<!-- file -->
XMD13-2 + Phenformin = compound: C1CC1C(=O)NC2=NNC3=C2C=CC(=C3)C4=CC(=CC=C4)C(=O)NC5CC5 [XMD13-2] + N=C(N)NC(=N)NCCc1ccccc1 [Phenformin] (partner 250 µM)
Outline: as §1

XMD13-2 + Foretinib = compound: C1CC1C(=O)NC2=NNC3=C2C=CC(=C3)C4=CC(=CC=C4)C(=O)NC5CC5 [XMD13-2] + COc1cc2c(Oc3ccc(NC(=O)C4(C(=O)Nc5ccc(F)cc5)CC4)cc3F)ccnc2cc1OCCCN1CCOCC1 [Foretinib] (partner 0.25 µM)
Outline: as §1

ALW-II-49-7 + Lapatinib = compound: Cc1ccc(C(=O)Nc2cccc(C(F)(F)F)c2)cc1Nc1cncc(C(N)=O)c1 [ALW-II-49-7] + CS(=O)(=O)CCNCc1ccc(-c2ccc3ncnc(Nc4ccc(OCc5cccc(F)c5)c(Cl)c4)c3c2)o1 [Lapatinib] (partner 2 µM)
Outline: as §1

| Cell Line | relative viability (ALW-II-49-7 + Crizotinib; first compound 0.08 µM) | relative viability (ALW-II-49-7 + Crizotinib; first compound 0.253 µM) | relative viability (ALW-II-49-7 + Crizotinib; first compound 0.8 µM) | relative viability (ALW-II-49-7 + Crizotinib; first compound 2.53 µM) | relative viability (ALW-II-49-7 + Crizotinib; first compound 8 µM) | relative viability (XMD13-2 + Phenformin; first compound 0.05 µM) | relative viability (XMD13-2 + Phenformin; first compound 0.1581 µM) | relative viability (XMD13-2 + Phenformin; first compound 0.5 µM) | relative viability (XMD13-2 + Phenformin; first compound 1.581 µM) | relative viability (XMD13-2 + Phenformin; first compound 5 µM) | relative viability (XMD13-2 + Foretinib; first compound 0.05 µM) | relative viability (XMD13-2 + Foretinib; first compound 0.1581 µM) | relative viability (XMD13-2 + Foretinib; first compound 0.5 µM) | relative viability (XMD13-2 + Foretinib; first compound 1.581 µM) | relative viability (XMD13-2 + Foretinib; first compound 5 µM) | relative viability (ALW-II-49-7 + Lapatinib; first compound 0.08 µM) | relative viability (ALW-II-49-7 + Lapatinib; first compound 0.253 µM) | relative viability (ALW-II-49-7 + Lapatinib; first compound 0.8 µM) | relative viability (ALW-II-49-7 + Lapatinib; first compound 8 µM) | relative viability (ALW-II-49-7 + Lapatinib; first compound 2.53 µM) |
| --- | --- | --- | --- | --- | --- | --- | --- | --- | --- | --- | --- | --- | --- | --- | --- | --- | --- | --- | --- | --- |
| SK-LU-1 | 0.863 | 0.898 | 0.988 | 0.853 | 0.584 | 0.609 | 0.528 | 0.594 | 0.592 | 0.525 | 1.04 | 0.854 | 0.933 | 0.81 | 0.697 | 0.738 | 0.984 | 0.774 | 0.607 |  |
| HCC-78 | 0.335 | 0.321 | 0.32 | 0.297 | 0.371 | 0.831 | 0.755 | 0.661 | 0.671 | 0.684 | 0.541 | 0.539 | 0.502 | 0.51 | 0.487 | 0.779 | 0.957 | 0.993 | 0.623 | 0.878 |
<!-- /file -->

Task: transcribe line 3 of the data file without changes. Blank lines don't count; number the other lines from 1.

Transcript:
XMD13-2 + Foretinib = compound: C1CC1C(=O)NC2=NNC3=C2C=CC(=C3)C4=CC(=CC=C4)C(=O)NC5CC5 [XMD13-2] + COc1cc2c(Oc3ccc(NC(=O)C4(C(=O)Nc5ccc(F)cc5)CC4)cc3F)ccnc2cc1OCCCN1CCOCC1 [Foretinib] (partner 0.25 µM)